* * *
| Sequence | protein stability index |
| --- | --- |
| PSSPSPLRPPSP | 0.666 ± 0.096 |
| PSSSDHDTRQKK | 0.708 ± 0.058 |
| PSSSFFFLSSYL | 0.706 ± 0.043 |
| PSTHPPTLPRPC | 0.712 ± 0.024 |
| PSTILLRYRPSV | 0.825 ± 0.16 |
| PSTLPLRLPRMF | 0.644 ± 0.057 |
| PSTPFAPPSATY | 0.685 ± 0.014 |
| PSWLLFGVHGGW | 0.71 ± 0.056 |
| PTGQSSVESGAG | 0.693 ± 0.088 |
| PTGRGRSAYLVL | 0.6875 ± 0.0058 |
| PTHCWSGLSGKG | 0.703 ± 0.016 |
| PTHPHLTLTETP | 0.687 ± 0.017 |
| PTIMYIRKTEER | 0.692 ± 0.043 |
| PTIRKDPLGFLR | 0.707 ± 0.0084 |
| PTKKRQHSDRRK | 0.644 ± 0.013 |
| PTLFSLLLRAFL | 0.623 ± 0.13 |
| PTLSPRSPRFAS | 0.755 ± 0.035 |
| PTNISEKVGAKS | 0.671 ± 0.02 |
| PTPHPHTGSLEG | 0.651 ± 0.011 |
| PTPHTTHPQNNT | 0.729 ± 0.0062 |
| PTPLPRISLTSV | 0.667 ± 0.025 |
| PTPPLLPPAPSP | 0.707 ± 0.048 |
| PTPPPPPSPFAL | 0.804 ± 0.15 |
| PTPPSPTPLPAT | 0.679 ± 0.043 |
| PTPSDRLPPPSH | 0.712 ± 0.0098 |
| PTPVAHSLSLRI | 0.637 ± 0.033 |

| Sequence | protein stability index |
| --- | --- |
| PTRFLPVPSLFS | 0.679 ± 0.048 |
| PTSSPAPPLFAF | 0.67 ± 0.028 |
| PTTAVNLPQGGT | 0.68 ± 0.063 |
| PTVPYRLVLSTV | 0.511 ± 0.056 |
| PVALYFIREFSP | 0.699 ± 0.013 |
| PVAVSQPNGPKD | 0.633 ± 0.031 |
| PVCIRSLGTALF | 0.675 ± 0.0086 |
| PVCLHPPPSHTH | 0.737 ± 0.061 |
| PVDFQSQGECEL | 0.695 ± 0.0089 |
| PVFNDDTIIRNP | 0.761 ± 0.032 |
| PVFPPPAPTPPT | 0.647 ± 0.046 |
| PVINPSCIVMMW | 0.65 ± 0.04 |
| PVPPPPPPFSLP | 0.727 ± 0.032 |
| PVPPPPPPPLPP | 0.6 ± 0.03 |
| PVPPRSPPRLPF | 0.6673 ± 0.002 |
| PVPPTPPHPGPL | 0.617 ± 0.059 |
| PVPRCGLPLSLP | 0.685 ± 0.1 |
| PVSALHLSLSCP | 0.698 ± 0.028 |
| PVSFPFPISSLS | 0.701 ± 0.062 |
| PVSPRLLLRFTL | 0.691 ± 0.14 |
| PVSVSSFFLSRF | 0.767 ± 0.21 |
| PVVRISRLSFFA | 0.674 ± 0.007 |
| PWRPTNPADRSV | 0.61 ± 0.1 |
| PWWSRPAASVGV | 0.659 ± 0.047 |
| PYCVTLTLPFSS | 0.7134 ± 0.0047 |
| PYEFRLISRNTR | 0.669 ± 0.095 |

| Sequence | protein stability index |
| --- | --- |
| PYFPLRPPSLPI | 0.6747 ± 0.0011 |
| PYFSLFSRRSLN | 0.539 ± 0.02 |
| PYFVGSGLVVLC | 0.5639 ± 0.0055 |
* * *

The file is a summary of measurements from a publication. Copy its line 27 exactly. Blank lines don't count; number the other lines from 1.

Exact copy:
| PTPSDRLPPPSH | 0.712 ± 0.0098 |